The U.S. Food & Drug Administration has announced its approval for HEMACORD, the first product made from blood harvested from the umbilical cords of newborn infants.
The product is intended for use in stem cell transplantation procedures in patients with disorders affecting the blood-forming (hematopoietic) system.
For example, cord blood transplants have been used to treat patients with certain blood cancers and some inherited metabolic and immune system disorders.
“The use of cord blood hematopoietic progenitor cell therapy offers potentially life-saving treatment options for patients with these types of disorders,” said Karen Midthun, M.D., director, FDA’s Center for Biologics Evaluation and Research.
HEMACORD is produced by the New York Blood Center.
"We are thrilled to be the first public cord blood bank with an FDA-licensed product for transplantation," said Christopher D. Hillyer, MD, President and CEO of New York Blood Center (NYBC).
After a baby is born and the umbilical cord is cut, some blood remains in the blood vessels of the placenta and the portion of the umbilical cord that remains attached to it. After birth, the baby no longer needs this extra blood. This blood is called placental blood or umbilical cord blood: "cord blood" for short, the NYBC explains on its Web site.
Cord blood contains all the normal elements of blood -- red blood cells, white blood cells, platelets and plasma. But it is also rich in blood-forming stem cells, similar to those found in bone marrow. This is why cord blood can be used for transplantation as an alternative to bone marrow.
More than 80 different diseases have been treated to date with unrelated cord blood transplants, including various forms of leukemia, lymphoma, Sickle cell disease and certain malignancies.
Since 1996, NYBC's National Cord Blood Program (NCBP) at the Howard P. Milstein National Cord Blood Center has provided cord blood units for transplantation under an Investigational New Drug (IND) exemption from the FDA. The mission of the NCBP is to facilitate access to cord blood as a treatment option for patients, notably those from diverse ethnic backgrounds.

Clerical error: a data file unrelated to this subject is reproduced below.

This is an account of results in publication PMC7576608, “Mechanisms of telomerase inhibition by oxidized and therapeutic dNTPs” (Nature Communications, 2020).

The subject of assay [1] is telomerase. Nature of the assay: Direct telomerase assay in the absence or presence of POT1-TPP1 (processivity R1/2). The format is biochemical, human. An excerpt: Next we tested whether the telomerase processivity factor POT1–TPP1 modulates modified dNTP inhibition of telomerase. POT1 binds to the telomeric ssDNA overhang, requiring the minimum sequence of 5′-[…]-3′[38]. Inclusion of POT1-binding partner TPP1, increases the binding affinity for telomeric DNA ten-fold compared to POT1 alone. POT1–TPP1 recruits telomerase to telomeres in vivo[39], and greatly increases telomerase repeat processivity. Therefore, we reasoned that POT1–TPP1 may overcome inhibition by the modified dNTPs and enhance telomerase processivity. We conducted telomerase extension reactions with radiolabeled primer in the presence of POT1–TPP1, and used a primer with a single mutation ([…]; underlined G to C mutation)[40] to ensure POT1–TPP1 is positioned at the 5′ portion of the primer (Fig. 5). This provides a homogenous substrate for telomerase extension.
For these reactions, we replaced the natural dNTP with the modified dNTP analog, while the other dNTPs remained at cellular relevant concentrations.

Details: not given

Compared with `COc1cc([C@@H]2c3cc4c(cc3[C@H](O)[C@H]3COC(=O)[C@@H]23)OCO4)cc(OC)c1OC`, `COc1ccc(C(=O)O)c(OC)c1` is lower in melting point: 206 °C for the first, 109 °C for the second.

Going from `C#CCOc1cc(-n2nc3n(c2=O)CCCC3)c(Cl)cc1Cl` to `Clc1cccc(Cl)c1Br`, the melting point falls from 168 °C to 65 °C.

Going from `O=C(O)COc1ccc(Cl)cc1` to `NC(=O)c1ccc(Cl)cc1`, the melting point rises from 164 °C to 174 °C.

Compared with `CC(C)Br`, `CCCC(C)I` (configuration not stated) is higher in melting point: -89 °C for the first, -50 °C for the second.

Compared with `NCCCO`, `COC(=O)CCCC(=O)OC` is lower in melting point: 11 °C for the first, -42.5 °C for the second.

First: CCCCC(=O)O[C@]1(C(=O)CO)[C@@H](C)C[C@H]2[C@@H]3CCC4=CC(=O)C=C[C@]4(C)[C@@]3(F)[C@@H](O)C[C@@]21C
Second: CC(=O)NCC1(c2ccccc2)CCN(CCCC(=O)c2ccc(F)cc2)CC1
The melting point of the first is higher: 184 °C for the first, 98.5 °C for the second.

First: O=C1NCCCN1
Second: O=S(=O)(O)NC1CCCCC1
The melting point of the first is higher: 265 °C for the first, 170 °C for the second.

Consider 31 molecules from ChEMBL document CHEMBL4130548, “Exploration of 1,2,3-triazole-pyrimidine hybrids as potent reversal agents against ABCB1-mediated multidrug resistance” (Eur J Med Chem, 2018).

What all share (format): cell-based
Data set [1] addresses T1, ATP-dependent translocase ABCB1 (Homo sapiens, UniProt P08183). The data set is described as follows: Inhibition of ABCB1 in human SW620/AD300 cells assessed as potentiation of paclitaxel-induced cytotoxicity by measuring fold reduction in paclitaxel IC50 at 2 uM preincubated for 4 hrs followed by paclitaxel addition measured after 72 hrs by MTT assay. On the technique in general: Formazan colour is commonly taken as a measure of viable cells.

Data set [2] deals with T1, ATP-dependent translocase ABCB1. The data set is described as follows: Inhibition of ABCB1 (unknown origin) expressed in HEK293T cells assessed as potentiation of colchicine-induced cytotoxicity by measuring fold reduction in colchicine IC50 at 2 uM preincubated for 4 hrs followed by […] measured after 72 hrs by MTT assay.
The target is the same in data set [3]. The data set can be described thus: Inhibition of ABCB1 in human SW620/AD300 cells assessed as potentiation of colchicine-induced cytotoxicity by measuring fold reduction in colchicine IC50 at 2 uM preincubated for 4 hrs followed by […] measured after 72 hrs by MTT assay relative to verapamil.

HEMACORD contains hematopoietic progenitor cells (HPCs) from human cord blood. Cord blood is one of three sources of HPCs used in transplants; the other two are bone marrow and peripheral blood.
Once these HPCs are infused into patients, the cells migrate to the bone marrow where they divide and mature. When the mature cells move into the bloodstream they can partially or fully restore the number and function of many blood cells, including immune function.
HEMACORD has a boxed warning regarding the risks of Graft Versus Host Disease (GVHD), engraftment syndrome, graft failure, and infusion reactions, each of which may be fatal. Patients who receive Hemacord should be monitored carefully.
A risk-benefit assessment, unit selection and administration of Hemacord should be done under the direction of a physician experienced in hematopoietic stem cell transplantation.
To obtain FDA licensure of HEMACORD, all collection and manufacturing conditions of the cord blood units met FDA standards for product potency, purity and efficacy, and patient safety. Its application included the safety data from the transplantation of more than 4,000 cord blood grafts.
In advance of the BLA submission, NCBP moved its entire manufacturing and storage resources to a state-of-the-art facility in Long Island City, New York.